The Jew And The Carrot

The Alligator Pear

By Linda Lebovic

Linda Lebovic

When I was younger there was always a row of recycled glass jars sitting on the windowsill in our kitchen. Each jar contained 3 or 4 toothpicks holding a pit and lots of roots sprouting in the water. At times, my mother’s green thumb even produced a few 3 foot plants. But what I remember most was being told it takes 60 years for these plants to bear fruit. As a young child, this freaked me out; I was always doing the math, thinking if I was going to be too old to ever see it flourish. Needless to say, in my young adulthood I researched the facts; homegrown avocado plants usually don’t produce fruit , one needs to graft the seedling for fruit to grow and that takes 5-13 years. My mother’s plants usually died, but she was determined, and those recycled glass bowls, whether dried out or filled with roots, remained on the windowsill year after year.

The avocado, the alligator pear, the rough green textured fruit; it contains 20 vitamins and minerals, heart-healthy unsaturated fat and has a relatively high fiber content. And it tastes delicious!

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Shabbat Meals: Aussie Avocado-Egg-N-Onion Dip

By Elissa Goldstein

Elissa Goldstein

It would not be inaccurate to say that I have the palate of an octogenarian Polish Jew, despite the fact that I’m a 27-year-old Australian living in Brooklyn. Whenever I hypothesize with friends about what my final meal would be (you know the game), my answer is always the same: Shabbos dinner, Ashkenazi-style: challah, schmaltz herring, gefilte fish, chicken soup with kneidlakh and lokshen, roast chicken with potatoes, poppyseed cake, and a finger or two of Johnnie Walker, neat. I get misty-eyed just thinking about it.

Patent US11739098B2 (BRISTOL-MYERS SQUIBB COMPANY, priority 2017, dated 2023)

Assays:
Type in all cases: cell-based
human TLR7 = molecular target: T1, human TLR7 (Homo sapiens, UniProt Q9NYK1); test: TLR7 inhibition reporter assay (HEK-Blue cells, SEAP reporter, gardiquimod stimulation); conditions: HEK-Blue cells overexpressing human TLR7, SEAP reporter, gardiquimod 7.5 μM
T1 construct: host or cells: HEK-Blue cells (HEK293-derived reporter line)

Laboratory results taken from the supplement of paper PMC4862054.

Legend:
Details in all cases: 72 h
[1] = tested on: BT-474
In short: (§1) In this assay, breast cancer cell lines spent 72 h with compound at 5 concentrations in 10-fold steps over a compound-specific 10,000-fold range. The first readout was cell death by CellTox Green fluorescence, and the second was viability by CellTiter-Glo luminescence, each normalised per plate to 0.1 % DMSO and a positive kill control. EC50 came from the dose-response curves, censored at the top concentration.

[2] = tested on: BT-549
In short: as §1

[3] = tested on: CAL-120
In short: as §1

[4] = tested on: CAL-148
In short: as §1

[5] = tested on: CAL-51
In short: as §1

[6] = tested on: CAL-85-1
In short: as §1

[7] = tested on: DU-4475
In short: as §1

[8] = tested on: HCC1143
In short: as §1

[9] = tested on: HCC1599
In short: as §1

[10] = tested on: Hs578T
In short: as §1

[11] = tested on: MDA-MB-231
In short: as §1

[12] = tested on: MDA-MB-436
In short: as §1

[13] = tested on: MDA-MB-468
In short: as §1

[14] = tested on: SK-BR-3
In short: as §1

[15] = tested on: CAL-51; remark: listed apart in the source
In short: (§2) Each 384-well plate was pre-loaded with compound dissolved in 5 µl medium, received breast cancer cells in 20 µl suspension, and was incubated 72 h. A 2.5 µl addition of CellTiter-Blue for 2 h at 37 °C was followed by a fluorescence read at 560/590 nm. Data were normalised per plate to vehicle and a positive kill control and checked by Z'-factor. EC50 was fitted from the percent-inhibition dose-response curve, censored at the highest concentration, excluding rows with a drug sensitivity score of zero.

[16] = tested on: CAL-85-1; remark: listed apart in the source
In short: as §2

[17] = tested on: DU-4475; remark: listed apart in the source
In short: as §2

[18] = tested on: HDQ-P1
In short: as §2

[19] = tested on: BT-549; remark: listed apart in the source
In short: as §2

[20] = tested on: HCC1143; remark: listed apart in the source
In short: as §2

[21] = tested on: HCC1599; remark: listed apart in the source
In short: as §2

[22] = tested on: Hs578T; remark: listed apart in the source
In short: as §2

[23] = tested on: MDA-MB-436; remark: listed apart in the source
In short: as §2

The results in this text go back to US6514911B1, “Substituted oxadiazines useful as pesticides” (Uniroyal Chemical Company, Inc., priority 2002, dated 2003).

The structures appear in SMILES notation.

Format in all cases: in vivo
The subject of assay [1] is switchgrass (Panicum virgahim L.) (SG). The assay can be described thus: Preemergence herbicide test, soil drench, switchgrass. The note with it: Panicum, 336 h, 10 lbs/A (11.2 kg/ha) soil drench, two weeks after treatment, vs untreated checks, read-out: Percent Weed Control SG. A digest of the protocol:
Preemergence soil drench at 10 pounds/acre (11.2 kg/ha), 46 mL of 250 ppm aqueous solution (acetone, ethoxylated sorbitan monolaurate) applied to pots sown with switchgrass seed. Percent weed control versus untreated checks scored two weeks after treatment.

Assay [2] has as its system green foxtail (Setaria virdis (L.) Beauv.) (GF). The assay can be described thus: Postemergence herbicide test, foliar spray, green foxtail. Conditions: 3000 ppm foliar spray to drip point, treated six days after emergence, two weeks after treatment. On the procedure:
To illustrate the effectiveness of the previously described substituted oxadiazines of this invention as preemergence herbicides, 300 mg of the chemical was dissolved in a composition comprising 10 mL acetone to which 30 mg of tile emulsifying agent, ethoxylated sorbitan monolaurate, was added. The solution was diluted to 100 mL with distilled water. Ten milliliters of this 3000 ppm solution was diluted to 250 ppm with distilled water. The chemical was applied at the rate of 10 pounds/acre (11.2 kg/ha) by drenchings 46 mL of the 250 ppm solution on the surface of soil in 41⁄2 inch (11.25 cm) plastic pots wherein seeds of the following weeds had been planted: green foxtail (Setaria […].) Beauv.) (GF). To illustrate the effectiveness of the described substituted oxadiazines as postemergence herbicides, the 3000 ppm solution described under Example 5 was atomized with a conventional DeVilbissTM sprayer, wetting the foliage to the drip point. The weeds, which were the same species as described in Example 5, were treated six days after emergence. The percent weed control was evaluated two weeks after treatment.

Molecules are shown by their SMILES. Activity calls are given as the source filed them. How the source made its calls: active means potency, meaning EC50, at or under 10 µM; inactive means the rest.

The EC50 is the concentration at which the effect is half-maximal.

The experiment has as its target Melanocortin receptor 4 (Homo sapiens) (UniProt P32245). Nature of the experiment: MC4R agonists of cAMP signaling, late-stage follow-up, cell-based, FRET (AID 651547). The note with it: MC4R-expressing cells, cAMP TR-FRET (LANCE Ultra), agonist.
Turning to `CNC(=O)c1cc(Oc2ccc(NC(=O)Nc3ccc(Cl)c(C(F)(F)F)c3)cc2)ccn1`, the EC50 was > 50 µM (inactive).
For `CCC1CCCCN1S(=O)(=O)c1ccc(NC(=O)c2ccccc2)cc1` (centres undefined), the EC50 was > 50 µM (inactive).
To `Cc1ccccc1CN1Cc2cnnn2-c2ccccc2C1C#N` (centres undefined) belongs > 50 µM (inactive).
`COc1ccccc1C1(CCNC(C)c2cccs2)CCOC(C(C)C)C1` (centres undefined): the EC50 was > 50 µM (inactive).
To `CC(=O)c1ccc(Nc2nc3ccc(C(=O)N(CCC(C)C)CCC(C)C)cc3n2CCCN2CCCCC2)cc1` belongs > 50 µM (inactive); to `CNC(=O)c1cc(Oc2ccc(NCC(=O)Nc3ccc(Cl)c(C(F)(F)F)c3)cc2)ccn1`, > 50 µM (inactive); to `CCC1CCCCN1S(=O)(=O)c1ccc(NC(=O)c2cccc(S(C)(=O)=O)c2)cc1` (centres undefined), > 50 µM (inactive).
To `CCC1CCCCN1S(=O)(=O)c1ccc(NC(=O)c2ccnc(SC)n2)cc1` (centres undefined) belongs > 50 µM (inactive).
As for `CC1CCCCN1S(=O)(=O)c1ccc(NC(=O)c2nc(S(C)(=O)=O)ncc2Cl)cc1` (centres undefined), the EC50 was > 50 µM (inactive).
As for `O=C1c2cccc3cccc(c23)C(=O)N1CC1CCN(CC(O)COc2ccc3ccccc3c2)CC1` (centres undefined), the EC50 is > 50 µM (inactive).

To that list I’d add something incongruous, though no less essential: my mother’s avocado, egg and onion dip. There was no avocado in my grandparents’ respective shtetls, certainly, but it’s as native to Shabbos dinner in my Australian family as hummus is to an Israeli lunch. We ask for it in one breath, not bothering to enunciate the words properly: “pass-the-avocado-egg-n-onion.” No please, no thank you. (Ours is an etiquette-optional table.) My father, who is unfailingly generous with food — always insisting that everyone else serve themselves and eat before him — only ever seems disappointed when he misses out on avocado-egg-n-onion dip. Occasionally, when ripe avocados prove elusive, there’s no dip at all, and dinner feels incomplete.

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